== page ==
You can think of these as two different company structures with very different tax requirements. Whichever way you choose to go, you're going to look more legit than the other guys. So just take a minute to consider your short-and long-term business goals to figure out which structure is best for you.
Advantages and Disadvantages
A limited liability company is a type of business structure that offers personal liability protections and a few tax advantages to boot. The "LL" in LLC is what protects your personal assets in the event of a judgment against your company. Corporations offer limited liability as well, so we're going to focus on the structural and taxation differences in the chart below.
|Advantages of an LLC||Advantages of a Corporation|
|No limit on the number of owners||May issue shares of stock to attract investors|
|Profit and loss are passed through to the owners' individual tax returns||Corporate income splitting may help lower overall tax liability|
|No annual meeting or minute book requirements|
|Disadvantages of an LLC||Disadvantages of a Corporation|
|Cannot engage in corporate income splitting to lower tax liability||C corp tax structure requires double taxation of corporate profits (s corp's does not)|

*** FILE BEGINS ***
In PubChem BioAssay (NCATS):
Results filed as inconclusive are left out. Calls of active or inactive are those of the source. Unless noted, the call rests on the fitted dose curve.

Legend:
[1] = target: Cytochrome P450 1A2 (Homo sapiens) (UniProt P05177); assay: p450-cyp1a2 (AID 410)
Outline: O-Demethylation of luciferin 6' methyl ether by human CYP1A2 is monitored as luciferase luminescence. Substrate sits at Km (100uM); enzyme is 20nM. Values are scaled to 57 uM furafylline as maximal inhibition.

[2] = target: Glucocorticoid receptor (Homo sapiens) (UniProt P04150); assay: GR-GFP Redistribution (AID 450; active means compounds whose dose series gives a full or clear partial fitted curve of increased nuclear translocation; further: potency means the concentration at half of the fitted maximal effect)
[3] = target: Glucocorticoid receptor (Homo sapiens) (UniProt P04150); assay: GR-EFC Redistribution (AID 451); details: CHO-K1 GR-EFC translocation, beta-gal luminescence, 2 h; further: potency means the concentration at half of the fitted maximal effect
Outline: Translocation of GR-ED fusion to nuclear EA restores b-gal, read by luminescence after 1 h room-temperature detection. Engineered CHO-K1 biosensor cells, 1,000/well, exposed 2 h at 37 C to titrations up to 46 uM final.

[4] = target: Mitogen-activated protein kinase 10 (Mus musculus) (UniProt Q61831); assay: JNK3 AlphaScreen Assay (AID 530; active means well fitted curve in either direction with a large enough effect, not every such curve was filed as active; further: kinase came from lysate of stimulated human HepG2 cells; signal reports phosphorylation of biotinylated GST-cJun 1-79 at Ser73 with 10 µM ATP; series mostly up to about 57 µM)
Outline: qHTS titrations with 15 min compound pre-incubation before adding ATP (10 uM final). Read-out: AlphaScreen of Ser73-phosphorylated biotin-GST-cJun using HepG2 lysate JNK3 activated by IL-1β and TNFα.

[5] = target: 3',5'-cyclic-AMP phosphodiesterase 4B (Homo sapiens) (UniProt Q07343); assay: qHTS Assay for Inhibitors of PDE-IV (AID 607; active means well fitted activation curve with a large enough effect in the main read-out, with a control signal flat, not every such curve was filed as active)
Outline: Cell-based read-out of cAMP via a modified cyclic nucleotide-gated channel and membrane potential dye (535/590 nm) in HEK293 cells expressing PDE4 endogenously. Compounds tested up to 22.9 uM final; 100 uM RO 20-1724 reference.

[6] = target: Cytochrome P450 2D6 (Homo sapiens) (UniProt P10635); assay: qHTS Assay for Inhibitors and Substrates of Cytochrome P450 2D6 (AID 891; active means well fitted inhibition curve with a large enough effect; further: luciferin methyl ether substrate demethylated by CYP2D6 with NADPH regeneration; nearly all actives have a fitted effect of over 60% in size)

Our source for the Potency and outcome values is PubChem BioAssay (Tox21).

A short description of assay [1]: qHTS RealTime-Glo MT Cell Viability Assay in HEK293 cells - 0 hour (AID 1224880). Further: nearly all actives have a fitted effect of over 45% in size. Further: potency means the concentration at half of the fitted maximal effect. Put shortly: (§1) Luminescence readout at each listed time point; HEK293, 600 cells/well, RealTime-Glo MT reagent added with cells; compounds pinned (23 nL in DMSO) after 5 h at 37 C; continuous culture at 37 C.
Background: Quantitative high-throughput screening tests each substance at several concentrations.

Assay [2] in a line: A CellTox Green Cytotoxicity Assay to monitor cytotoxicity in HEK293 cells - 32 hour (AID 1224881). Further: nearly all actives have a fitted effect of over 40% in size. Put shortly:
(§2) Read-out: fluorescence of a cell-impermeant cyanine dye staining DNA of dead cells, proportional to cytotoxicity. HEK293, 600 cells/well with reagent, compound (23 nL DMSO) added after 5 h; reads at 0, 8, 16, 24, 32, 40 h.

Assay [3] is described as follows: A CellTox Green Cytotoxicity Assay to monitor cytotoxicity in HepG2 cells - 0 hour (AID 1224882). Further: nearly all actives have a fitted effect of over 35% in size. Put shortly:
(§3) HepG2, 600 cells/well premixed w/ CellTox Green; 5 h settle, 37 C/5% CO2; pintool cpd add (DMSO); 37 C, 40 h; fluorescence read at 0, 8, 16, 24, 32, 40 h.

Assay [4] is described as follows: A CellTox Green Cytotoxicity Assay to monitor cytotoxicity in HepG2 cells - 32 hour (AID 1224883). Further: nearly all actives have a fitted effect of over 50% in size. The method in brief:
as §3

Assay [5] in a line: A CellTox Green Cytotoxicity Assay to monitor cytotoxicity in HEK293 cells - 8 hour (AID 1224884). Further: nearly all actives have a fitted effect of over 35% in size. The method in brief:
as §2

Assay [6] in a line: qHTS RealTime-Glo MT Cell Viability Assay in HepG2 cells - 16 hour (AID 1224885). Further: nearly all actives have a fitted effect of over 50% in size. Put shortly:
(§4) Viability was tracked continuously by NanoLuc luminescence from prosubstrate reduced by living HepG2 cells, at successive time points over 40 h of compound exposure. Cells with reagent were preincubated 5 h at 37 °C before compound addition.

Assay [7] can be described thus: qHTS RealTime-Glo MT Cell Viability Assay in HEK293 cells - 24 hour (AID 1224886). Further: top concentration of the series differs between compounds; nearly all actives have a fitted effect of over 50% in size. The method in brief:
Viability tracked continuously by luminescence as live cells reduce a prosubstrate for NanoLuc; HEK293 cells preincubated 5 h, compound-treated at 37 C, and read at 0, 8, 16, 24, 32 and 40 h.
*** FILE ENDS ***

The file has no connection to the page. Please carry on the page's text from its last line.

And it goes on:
|Cannot issue stock||Must hold annual meetings and record minutes|
|S corporations have restrictions on the number of owners|
LLC or Corporation: Which One Is Right for Me?
Business goals aren't one size fits all, and neither is incorporating. When deciding which kind of corporation fits your business strategy, consider some of the differences that each kind offers. And take a deeper dive with our comprehensive comparison chart.
Learn More About Legal Business Structures
Regardless of which business structure you choose, incorporate.com can help you incorporate or form an LLC online or by phone in minutes.